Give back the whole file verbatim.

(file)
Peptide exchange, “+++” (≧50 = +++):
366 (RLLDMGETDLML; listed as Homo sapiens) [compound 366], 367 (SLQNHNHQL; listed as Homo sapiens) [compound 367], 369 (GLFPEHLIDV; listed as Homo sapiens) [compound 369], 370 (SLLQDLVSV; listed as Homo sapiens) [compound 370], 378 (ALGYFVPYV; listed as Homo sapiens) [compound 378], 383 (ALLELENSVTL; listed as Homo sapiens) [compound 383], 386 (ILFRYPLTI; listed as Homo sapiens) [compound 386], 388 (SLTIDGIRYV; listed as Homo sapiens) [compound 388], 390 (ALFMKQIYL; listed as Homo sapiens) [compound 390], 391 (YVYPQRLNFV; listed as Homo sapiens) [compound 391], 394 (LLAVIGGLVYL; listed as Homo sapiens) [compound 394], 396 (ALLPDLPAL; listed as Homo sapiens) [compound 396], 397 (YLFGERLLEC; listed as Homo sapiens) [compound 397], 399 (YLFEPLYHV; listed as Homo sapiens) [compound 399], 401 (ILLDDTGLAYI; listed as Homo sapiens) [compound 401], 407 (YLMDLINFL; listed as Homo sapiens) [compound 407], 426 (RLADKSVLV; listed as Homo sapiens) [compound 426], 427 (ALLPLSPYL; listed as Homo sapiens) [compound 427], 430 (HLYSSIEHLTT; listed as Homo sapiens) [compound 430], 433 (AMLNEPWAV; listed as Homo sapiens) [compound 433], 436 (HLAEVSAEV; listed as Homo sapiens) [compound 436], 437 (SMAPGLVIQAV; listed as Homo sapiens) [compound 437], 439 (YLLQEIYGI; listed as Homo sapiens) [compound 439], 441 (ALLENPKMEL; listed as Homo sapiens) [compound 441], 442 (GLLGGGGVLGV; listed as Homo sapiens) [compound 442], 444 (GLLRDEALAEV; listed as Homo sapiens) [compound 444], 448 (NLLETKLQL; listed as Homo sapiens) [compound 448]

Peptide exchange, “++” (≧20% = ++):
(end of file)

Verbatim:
Peptide exchange, “+++” (≧50 = +++):
366 (RLLDMGETDLML; listed as Homo sapiens) [compound 366], 367 (SLQNHNHQL; listed as Homo sapiens) [compound 367], 369 (GLFPEHLIDV; listed as Homo sapiens) [compound 369], 370 (SLLQDLVSV; listed as Homo sapiens) [compound 370], 378 (ALGYFVPYV; listed as Homo sapiens) [compound 378], 383 (ALLELENSVTL; listed as Homo sapiens) [compound 383], 386 (ILFRYPLTI; listed as Homo sapiens) [compound 386], 388 (SLTIDGIRYV; listed as Homo sapiens) [compound 388], 390 (ALFMKQIYL; listed as Homo sapiens) [compound 390], 391 (YVYPQRLNFV; listed as Homo sapiens) [compound 391], 394 (LLAVIGGLVYL; listed as Homo sapiens) [compound 394], 396 (ALLPDLPAL; listed as Homo sapiens) [compound 396], 397 (YLFGERLLEC; listed as Homo sapiens) [compound 397], 399 (YLFEPLYHV; listed as Homo sapiens) [compound 399], 401 (ILLDDTGLAYI; listed as Homo sapiens) [compound 401], 407 (YLMDLINFL; listed as Homo sapiens) [compound 407], 426 (RLADKSVLV; listed as Homo sapiens) [compound 426], 427 (ALLPLSPYL; listed as Homo sapiens) [compound 427], 430 (HLYSSIEHLTT; listed as Homo sapiens) [compound 430], 433 (AMLNEPWAV; listed as Homo sapiens) [compound 433], 436 (HLAEVSAEV; listed as Homo sapiens) [compound 436], 437 (SMAPGLVIQAV; listed as Homo sapiens) [compound 437], 439 (YLLQEIYGI; listed as Homo sapiens) [compound 439], 441 (ALLENPKMEL; listed as Homo sapiens) [compound 441], 442 (GLLGGGGVLGV; listed as Homo sapiens) [compound 442], 444 (GLLRDEALAEV; listed as Homo sapiens) [compound 444], 448 (NLLETKLQL; listed as Homo sapiens) [compound 448]

Peptide exchange, “++” (≧20% = ++):